The warmer weather doesn't need to mean higher energy bills. Mike Watson shares easy ways to save energy around your home.
Fans: the classic choice
Fans are still cheapest and most energy-efficient active cooling choice for hot, humid climates, whether you are using ceiling fans or pedestal fans. Unlike air conditioners, fans don’t actually lower the temperature of the room but they make us feel cooler by evaporating the sweat on our skin. According to tests by Canstar Blue, the latest generation DC (Direct Current) fans deliver greater efficiency and lower running costs than the older technology AC (Alternating Current) fans, though AC fans are not a bad choice by any means.
If you are shopping for ceiling fans, you’ll find a ridiculous amount of choice these days which is why there are online shops devoted solely to this category. But don’t despair, as the Australian Consumers Association’s magazine CHOICE has an excellent article on choosing ceiling fans to help you narrow down your shopping list. You’ll have to use an electrician to install them, so do some planning for your home and buy multiple fans to save on the total install cost.
Be smart about air conditioning
Once a luxury, air conditioners are now common in Australian homes, partly thanks to a lower cost to both buy and run. “Inverter” technology is now the standard and is much more energy efficient than the old cranking non-inverters.
But power bills can still vary greatly depending on how we install and use our air con. If you’re about to buy, consider ducted versus split systems. Ducting every room in the home and cooling with a single large unit is convenient, but if you are already taking other measures to cool your home, is a ducted system really needed? Retailer blog Green Efficient Living weighs up the pros and cons of each type, including potential costs. Both types can be energy efficient, depending on how you use them.
Already have air con? Set the temperature between 24 and 26 degrees to hit the sweet spot for comfort versus cost. And when a hot day is forecast, switch on early, otherwise your air con will work twice as hard to try and reach the target temperature, using a lot more electricity in the process.
For every degree you set your thermostat away from the outside temperature, there is around a 10 per cent increase in the energy used by your air conditioner. Not only will setting your temperature between 24 and 26 degrees save you money on your energy bill, but you could save up to 0.5 tonnes of carbon each year.
Big windows, big heat
Do you have large west-facing windows? That’s a major source of heat transfer in summer if they are not shaded or protected in some way. The easiest and cheapest option is medium-coloured curtains/drapes with a white plastic backing, which Forbes magazine reported can reduce solar heat gain by as much as 33 percent if left closed during hot months. That means a cooler house and an air conditioning unit that needs to work less hard, or even not be switched on at all.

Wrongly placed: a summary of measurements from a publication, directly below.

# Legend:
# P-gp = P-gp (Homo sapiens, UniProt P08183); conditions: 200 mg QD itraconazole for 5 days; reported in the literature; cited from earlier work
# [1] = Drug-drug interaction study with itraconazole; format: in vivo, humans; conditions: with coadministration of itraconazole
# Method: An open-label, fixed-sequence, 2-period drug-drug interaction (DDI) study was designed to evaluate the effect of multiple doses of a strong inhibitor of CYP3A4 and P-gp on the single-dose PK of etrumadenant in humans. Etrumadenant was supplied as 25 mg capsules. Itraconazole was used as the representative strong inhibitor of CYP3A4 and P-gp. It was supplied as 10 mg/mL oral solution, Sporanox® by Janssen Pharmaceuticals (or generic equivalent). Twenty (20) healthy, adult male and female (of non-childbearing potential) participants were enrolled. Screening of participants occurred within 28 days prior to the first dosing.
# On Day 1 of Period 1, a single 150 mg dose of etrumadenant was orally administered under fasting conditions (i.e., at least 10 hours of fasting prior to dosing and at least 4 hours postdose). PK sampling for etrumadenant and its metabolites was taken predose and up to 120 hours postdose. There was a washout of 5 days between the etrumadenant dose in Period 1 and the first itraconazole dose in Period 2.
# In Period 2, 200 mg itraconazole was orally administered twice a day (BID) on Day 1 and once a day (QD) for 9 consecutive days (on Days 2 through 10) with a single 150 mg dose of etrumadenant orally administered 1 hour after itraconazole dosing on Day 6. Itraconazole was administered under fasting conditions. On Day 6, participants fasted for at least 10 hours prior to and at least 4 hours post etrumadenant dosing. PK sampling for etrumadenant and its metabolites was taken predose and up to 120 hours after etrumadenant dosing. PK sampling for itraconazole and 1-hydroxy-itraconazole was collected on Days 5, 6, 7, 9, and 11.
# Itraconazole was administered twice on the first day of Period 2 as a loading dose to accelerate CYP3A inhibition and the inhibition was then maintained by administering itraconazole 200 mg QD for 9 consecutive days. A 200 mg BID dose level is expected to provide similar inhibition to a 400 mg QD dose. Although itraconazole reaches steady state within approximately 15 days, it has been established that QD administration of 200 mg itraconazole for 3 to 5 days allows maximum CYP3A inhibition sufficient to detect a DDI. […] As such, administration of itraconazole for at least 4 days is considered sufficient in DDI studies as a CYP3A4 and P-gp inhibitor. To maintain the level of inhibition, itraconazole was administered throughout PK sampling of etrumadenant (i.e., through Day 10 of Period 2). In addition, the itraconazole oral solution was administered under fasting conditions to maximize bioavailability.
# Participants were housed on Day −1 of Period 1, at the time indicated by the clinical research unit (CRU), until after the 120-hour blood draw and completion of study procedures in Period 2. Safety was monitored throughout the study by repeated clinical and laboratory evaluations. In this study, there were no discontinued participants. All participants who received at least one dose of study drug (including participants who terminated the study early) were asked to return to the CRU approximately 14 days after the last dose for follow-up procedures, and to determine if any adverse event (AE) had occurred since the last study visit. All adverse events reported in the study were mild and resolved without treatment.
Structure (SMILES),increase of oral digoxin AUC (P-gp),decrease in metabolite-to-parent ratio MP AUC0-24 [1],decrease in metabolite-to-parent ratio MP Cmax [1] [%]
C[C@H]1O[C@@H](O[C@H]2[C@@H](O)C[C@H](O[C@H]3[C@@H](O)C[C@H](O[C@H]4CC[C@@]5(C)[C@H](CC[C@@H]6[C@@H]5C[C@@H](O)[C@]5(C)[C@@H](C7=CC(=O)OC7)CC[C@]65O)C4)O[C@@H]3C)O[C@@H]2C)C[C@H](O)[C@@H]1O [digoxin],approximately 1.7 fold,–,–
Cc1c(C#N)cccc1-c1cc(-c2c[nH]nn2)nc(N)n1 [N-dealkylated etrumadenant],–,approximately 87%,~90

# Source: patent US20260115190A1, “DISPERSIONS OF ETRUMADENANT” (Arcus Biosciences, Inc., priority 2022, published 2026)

Window shutters are also effective and look great, though they are a lot more expensive than drapes and not an option if you are renting. Ditto awnings.
LED is the new black
Sure, switching lights off is good, but installing LED lights is way better. The Federal Government’s Energy Rating website spells out the cost benefits of LED lights, taking into account the cost to buy and run, as well as how long they last. Just to give you an idea of how far the technology has come: an old-style 75-Watt light bulb costs about $23 per year to run in the average home, whereas a quality 6-Watt LED produces the same amount of light and costs less than $5 per year to run.
LED light retail prices continue to drop, especially if you shop around because the differences can be huge. My last random price check in Brisbane in 2018 found the same branded 11w LED ceiling light in a supermarket for $11.99, in a hardware store for $9.99 and a national online retailer for $6.50. In 2021, I did a similar check and found the same branded 9w LED ceiling light (now just as bright as the old 11w model) in a supermarket for $8.95, in a hardware store for $7.50 and a national online retailer for $4.95.
Hint: when buying LEDs for indoors go for “warm white” colour temperatures (look for 2700-3000k on the packet). A “cool white” colour temperature is the default for LED lights but it casts a cold, harsh light that many people dislike, more suited to a carpark or stairwell than a home.
And a few more tips…
If you own a house, think about installing solar panels in time for next summer so you use less electricity from the grid for cooling. One of the most credible independent buying guides in the business is the Solar Quotes website run by engineer and solar guru Finn Peacock.
Mind the clothes dryer
Common vented dryers use loads of electricity and the alternatives for drying cloths are not as inconvenient as you might think, especially in summer. Read this Queensland family’s story about what happened when they looked at their clothes dryer habits. If a dryer is must in your household, and you can afford a heat pump dryer, this dryer type is much more energy efficient than vented ones.
Run energy-saving cycles on your appliances
Specifically, your washing machine (cold wash) and your dishwasher (economy cycle).